Another reason fish pass away early is by keeping them in unsuitable conditions. Small aquaria, no filters or air stones, and an uncycled tank is one of the top reasons so many fish die when people first get them. Extensive research should be done on each fish you get so that you can ensure that you are providing them with a species-appropriate environment.
A silent killer in many aquariums is the water quality. Elevated levels of ammonia, nitrite, or nitrate are toxic to fish and can kill them within hours. This makes it important to do regular water testing and change the water frequently. Chlorine in tap water can kill fish if it is not treated with an aquatic dechlorinate according to the dosages on the label.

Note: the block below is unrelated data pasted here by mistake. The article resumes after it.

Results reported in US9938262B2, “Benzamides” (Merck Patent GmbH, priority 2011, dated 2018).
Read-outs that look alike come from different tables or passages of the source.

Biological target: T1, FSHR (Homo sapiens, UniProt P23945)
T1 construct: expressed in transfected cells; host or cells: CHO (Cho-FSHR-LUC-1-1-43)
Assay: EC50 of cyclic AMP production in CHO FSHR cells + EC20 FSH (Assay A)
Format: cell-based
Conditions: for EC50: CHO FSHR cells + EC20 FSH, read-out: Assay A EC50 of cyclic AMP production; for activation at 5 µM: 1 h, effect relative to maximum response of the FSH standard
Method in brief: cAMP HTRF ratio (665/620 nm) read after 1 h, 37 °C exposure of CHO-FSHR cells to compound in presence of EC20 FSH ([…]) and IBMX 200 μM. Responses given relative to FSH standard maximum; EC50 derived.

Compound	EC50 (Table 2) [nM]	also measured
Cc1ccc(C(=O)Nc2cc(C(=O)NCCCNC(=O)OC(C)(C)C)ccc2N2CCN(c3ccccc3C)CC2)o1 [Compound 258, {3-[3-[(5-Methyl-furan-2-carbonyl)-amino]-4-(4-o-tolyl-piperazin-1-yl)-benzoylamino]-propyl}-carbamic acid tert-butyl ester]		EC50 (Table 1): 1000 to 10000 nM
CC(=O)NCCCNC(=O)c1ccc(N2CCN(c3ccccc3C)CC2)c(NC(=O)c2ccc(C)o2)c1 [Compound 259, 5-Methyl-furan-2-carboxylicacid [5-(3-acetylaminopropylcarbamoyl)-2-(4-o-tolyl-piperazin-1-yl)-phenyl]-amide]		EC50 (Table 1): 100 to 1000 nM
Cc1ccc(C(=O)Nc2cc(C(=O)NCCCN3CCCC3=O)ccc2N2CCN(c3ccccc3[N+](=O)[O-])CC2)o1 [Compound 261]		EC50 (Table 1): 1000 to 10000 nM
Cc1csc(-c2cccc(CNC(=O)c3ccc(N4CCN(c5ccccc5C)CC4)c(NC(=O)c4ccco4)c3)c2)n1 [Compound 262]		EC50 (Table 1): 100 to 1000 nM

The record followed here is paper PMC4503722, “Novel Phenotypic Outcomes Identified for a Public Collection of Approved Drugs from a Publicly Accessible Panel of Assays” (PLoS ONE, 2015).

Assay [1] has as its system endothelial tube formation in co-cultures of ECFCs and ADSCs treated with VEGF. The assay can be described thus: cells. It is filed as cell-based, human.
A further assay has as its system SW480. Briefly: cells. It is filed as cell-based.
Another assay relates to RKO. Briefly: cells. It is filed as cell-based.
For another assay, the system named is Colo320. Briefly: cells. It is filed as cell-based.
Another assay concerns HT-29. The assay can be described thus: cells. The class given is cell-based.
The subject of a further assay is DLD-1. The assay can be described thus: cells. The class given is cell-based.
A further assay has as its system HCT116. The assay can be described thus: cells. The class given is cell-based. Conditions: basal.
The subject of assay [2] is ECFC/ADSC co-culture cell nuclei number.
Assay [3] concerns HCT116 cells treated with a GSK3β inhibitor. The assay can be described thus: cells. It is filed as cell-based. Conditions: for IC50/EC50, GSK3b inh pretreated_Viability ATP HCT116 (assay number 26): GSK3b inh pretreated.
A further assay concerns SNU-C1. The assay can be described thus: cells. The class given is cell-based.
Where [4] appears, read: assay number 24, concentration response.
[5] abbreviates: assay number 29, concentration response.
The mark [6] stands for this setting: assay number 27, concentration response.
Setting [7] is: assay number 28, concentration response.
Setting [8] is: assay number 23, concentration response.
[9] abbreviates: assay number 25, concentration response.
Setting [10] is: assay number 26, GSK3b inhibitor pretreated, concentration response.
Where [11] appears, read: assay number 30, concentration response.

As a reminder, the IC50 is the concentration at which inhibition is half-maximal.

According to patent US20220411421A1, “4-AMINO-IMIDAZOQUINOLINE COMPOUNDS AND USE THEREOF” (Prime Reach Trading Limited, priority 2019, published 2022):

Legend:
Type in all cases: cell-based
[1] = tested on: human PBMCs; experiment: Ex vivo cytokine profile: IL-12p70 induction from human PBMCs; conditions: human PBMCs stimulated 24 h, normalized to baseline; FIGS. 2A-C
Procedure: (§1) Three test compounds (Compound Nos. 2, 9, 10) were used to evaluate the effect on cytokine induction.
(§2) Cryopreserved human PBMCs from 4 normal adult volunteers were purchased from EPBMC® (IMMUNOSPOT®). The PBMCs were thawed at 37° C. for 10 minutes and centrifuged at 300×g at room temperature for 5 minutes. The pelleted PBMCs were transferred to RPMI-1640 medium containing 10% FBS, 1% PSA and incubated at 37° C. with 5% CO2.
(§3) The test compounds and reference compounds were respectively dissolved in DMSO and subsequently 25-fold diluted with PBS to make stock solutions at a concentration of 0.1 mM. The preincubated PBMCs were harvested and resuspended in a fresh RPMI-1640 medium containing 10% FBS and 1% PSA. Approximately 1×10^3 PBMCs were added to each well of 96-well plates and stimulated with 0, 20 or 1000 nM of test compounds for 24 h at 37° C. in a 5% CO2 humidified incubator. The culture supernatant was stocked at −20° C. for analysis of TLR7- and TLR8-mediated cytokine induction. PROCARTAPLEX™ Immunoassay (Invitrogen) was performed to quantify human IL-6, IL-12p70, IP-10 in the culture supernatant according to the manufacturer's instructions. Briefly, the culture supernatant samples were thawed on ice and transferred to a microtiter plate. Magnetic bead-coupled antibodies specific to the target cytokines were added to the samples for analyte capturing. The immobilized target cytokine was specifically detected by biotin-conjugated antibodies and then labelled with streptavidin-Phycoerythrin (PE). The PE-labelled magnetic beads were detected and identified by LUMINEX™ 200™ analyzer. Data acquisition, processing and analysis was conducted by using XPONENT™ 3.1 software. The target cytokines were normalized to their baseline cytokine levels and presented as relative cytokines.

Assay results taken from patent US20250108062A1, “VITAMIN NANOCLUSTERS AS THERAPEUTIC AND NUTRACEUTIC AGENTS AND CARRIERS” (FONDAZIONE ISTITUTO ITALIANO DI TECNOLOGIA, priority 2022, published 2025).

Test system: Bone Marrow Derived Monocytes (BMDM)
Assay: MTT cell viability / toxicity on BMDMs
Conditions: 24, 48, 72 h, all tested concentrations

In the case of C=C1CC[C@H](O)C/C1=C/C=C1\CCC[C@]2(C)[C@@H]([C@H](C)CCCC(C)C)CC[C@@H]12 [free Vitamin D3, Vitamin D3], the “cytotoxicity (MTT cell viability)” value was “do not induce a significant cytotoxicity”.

5 Techniques to Cope with The Loss of a Pet Fish
1. Talk to an understanding friend or family member
Talking to someone about the favorite things about the deceased fish and what quirky behaviors the fish had can help you to share the bond you had with your pet fish, and it is reassuring to have another person understand how you are feeling after the loss.
Even if you do not have the best artistic skills, creating a drawing or painting of the deceased fish can help you to have a constant visual reminder of their beauty and features. Keeping the artwork up on display is a special way to immortalize them.
If you are not the type of person who wants to tell others about how you are feeling after your fish has passed, you could write down your feelings in a journal. You will be able to freely express your thoughts without feeling judged. It can also help to declutter your mind.
4. Fish support groups or forums